Or alternatively: “Why DorkDaddy Won’t Be Going To Comicon This Year”
For the uninitiated Comicon is the annual convention of all things pop-culture that takes place in San Diego every year in July. When it started up 40 years ago it used to be all about comic books. It was humble, and intimate, and fun. Over time it grew, and became *the* comic convention to go to. You could find celebrities there to sign autographs, and vendors looking to promote their new products handed out swag like Halloween candy.
I attended Comicon every year from 1993-1999. It was a great time. You could show up on the day of, purchase your badge right there, spend the day walking around, and come home with a bag full of freebies, and autographs from Lou Ferrigno, Eric Estrada and Stan Lee (the Godfather of the American comic book industry). Then I went away for a few years to, you know… get an education, build a business, start a family. Every year in July for 12 I told myself “I’ll get back there someday”.
My oh my, how things have changed.
Now it is *THE* place for any big-budget franchise looking to generate buzz. It has become an obscene orgy of fanboys and fangirls – both dressed up as their favorite scantily-clad characters from pop-culture (these are comic book people we’re talking about here. Exercise isn’t usually #1 on their daily activity list. Also, the characters they dress up as typically wear nothing but spandex – or less. You connect the dots.) wrapped in a cocoon of toy, videogame, movie, TV, book and clothing producers all promoting whatever it is they’re going to be hocking in the next year with the volume turned all the way up. There are panels where you can see screenings of footage from whatever movie you’re going to be geeking out to in the next 9 months (and often see the director/actors talk about it live on stage). The cast from popular television shows are there to talk about the next season and field questions from fans. Hasbro, Kenner, X-Box, E.A., DC, Marvel, Lego all have “exclusive” products you can only get on the floor on certain days at certain times (just the sort of thing collectors go batsh*t crazy for. Within minutes the products can be found on Ebay at astronomical prices). In short, it’s nerd-Mecca. At the end of Comicon weekend you’re absolutely exhausted… in a Las-Vegas-bachelor-party-you-barely-remember sort of way.
This is the story of why I will not be going back there this year:
Last year I celebrated my triumphant return to Comicon, 12 years after my last trip to San Diego. Two years earlier, in 2009 I tried to make it happen, only to find that you could no longer buy a pass the week before the event. In June when I looked into it I found the entire event sold out. I was bummed, but I understood. I’d be smarter the next year. In 2010 I thought I’d get a jump on things in February. I went to the registration website to find – guess what… sold out. Really?! In February?! I was not going to let that one get past me in 2011. I registered for the official newsletter and subscribed to Comicon’s Facebook and Twitter feeds to make sure I didn’t miss out.
When at last it came time to register (online only this year, the first time they went that route) the countless throngs of people slamming the registration server all at once crashed the entire system. Registration was put delayed until they could fix the system. Two months later… same thing. System CRASH! Finally, another two months later online registration worked… but just barely, and only for those who could sit perched over their computers like vultures for an hour while the registration system barely limped along. Hundreds of people timed out, or lost their connection to the server, missed the window to purchase before it sold out, and were incensed. For my part, the first thing I discovered was that there was no chance of getting a full weekend pass (the event spans four days). Those were all sold out on-sight last year. Only one-day passes available. Fine, one day was all I needed anyway. I managed to snag a pass for me and my buddy Ken who’d never been and wanted to check it out. Score! After 12 years I was heading back to Comicon!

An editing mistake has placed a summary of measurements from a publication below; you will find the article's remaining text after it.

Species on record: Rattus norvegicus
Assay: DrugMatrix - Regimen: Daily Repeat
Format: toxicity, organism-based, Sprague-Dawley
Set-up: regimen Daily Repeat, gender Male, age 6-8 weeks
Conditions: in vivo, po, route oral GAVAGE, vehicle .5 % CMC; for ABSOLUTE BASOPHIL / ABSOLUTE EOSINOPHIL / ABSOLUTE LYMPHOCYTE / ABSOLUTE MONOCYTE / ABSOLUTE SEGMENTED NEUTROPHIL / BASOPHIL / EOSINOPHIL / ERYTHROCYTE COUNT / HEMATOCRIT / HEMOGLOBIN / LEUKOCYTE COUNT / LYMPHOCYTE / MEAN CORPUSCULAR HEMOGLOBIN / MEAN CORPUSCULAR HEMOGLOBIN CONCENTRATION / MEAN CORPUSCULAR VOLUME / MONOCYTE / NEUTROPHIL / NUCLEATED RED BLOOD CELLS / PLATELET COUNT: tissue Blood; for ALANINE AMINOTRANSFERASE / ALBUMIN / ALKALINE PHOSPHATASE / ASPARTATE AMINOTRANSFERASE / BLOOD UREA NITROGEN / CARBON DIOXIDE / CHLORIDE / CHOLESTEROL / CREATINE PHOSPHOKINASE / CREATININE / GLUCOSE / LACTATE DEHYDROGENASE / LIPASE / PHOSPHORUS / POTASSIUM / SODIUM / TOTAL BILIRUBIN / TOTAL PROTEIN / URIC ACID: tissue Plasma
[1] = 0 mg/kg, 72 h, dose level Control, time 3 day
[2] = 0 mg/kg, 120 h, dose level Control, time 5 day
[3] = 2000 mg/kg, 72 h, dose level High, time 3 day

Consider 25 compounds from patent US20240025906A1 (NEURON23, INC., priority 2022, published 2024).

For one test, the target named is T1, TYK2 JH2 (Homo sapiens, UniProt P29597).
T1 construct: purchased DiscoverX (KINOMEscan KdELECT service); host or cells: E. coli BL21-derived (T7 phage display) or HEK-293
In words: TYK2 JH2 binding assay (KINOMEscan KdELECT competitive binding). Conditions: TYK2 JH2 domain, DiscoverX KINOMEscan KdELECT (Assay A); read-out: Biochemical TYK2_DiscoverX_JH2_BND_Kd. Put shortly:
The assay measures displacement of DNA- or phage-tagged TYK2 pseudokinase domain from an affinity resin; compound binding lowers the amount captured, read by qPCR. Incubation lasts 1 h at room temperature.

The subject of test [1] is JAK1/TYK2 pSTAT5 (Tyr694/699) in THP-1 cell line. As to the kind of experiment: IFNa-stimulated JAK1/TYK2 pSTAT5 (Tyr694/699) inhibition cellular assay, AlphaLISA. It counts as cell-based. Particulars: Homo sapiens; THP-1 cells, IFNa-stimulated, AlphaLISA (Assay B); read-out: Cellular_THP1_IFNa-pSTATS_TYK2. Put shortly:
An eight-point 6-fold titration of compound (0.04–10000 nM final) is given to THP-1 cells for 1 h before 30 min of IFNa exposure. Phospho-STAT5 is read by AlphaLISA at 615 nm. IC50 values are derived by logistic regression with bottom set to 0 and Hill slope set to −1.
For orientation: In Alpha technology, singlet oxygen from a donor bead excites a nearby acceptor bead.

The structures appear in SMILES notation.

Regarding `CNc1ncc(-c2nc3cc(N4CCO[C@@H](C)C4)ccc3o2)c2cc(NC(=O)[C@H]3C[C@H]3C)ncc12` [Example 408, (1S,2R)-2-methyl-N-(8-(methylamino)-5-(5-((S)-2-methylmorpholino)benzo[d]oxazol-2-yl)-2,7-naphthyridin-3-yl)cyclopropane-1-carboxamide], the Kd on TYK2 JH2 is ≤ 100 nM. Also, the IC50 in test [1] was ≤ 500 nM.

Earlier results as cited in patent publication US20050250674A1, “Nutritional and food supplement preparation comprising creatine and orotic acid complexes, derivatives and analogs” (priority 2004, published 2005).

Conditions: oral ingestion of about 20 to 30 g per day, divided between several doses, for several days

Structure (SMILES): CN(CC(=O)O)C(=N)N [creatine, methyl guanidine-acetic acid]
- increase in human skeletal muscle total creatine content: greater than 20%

When we got there it was like discovering that the girl you had a crush on in high school was now a chain-smoking, gin-swilling baby-momma, living in a trailer, with bad hair extensions, botched plastic surgery working on her 4th husband. The ocean of people surrounding the San Diego convention center was akin to the pictures you see of Woodstock. A labyrinthine system of lines tried to funnel Comicon goers in the right direction and to the right places, but if there’s anything comic book people know how to do, it’s lines. Everyone was there hours before the doors opened, and before officials could manage traffic. In short, it was a mob scene. In my day you could just walk up, register and walk in. Clearly this wasn’t the same Comicon I’d left 12 years earlier.
When the doors opened there was another labyrinthine set of lines through the bowels of the convention center to get your badge and goody-bag – people trampled over each other like it was the Kentucky Derby to get their badges and bags first. You see, in my day if you wanted to attend the Peter Jackson “Hobbit” movie screening in “Hall H”, all you had to do was go. But in 2012 there are so many people at Comicon, there just isn’t enough room for everyone. To see Peter Jackson talk about “The Hobbit” you have to be one of the first few thousand through the gate and camp out outside “Hall H” all day. And that’s it. No other panels. No walking the floor. You can’t even go out to lunch (unless you have someone hold your place in line). If you want to do an event you have to pick that event out ahead of time and dedicate your entire day to getting into that event. That’s it. That’s your day.